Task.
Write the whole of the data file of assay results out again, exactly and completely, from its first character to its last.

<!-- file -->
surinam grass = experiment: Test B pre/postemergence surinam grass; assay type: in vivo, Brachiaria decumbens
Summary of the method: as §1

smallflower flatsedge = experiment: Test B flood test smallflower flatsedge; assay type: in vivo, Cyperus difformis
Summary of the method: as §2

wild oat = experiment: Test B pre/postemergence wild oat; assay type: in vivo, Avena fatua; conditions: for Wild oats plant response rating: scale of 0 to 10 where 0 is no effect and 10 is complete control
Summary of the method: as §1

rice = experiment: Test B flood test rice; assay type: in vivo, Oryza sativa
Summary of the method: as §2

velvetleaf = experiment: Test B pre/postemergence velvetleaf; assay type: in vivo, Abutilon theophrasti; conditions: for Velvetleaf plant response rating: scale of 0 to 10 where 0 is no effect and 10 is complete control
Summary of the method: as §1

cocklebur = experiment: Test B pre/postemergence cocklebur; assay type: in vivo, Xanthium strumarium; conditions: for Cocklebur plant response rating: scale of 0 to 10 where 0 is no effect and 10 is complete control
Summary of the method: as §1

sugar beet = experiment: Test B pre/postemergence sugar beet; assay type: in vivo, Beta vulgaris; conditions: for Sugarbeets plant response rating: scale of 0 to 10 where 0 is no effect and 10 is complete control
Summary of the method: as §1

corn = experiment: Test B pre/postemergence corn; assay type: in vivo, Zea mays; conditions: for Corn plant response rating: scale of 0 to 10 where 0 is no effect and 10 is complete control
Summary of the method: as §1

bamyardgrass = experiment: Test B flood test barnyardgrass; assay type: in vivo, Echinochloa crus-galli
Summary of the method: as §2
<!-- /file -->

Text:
surinam grass = experiment: Test B pre/postemergence surinam grass; assay type: in vivo, Brachiaria decumbens
Summary of the method: as §1

smallflower flatsedge = experiment: Test B flood test smallflower flatsedge; assay type: in vivo, Cyperus difformis
Summary of the method: as §2

wild oat = experiment: Test B pre/postemergence wild oat; assay type: in vivo, Avena fatua; conditions: for Wild oats plant response rating: scale of 0 to 10 where 0 is no effect and 10 is complete control
Summary of the method: as §1

rice = experiment: Test B flood test rice; assay type: in vivo, Oryza sativa
Summary of the method: as §2

velvetleaf = experiment: Test B pre/postemergence velvetleaf; assay type: in vivo, Abutilon theophrasti; conditions: for Velvetleaf plant response rating: scale of 0 to 10 where 0 is no effect and 10 is complete control
Summary of the method: as §1

cocklebur = experiment: Test B pre/postemergence cocklebur; assay type: in vivo, Xanthium strumarium; conditions: for Cocklebur plant response rating: scale of 0 to 10 where 0 is no effect and 10 is complete control
Summary of the method: as §1

sugar beet = experiment: Test B pre/postemergence sugar beet; assay type: in vivo, Beta vulgaris; conditions: for Sugarbeets plant response rating: scale of 0 to 10 where 0 is no effect and 10 is complete control
Summary of the method: as §1

corn = experiment: Test B pre/postemergence corn; assay type: in vivo, Zea mays; conditions: for Corn plant response rating: scale of 0 to 10 where 0 is no effect and 10 is complete control
Summary of the method: as §1

bamyardgrass = experiment: Test B flood test barnyardgrass; assay type: in vivo, Echinochloa crus-galli
Summary of the method: as §2